Category: Organization and Process

Pattern: Requirements Specification

Pages: 281-282

Use a basic template to specify requirements that organizes the information into sections that reflect the activities and types of deliverables needed. Use Behavioral Requirements, Problem Domain Analysis, and Requirements Validation

Pattern: Business Rules

Pages: 282-287

To define and capture business rules so they can be verified and used, James Odell [Martin98] describes a taxonomy that classifies business rules into six types. Divide these into two categories: three that constrain use cases and three that constrain objects and their states.

Category: Organization and Process

Pattern: Pragmatic External Requirements

Pages: 287-288

Use a template to capture most nonbehavioral requirements as well as the constraining behavioral requirements. Review the constraints with all groups involved in delivery, installation, training, and implementation.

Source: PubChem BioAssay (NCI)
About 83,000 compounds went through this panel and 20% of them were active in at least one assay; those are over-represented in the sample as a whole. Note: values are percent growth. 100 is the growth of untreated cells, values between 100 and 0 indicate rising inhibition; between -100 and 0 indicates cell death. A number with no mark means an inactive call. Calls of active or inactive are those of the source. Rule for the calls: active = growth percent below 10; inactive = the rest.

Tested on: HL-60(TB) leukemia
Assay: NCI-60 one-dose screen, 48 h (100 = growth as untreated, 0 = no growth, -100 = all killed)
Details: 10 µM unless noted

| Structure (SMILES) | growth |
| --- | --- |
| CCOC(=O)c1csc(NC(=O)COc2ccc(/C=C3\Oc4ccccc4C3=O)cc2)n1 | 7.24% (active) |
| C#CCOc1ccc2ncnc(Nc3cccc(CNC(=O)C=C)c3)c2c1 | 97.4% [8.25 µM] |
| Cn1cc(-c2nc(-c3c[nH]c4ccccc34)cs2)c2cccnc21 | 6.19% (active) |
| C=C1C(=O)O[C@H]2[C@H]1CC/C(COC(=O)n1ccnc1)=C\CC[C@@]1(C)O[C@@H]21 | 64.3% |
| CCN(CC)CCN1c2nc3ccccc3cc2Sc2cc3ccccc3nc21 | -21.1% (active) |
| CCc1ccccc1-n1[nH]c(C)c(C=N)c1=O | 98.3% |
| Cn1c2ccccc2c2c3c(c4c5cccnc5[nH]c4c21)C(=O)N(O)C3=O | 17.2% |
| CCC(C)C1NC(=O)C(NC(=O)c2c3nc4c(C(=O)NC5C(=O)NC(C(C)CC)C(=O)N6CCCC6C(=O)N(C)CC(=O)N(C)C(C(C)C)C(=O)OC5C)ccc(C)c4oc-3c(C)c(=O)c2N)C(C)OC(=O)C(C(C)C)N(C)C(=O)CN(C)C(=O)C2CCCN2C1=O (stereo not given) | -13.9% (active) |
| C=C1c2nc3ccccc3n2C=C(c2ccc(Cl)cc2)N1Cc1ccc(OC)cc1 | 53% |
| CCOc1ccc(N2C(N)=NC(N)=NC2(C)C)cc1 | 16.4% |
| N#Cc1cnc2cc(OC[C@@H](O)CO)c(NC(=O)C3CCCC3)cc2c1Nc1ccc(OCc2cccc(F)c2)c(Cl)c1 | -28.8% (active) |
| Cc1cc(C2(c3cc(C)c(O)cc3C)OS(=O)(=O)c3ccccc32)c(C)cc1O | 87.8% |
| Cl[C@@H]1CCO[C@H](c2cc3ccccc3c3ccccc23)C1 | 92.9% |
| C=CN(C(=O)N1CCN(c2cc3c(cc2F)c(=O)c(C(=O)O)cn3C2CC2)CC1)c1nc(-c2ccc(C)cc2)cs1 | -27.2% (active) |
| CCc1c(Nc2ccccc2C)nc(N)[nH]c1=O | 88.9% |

Pattern: User Interface Requirements

Pages: 288

Use cases provide a way for verbalizing user tasks. Use Prototypes to examine the user's views.

Category: Analysis, GUI Development

Pattern: Prototypes

Pages: 288-290

Work with the customer to build low-fidelity prototypes using paper widgets, drawings, self-stick notes, and index cards. Alternate between prototyping and use case modeling. Prototyping involves users and use case modeling provides rigorous analysis.

Category: Organization and Process

Pattern: Requirements Validation

Pages: 290

To verify that behavioral requirements are correct and complete, have all interested parties read the requirements specification. Conduct review meetings. Follow up on all issues raised. Use Prototypes. Continue requirements verification through each system development iteration.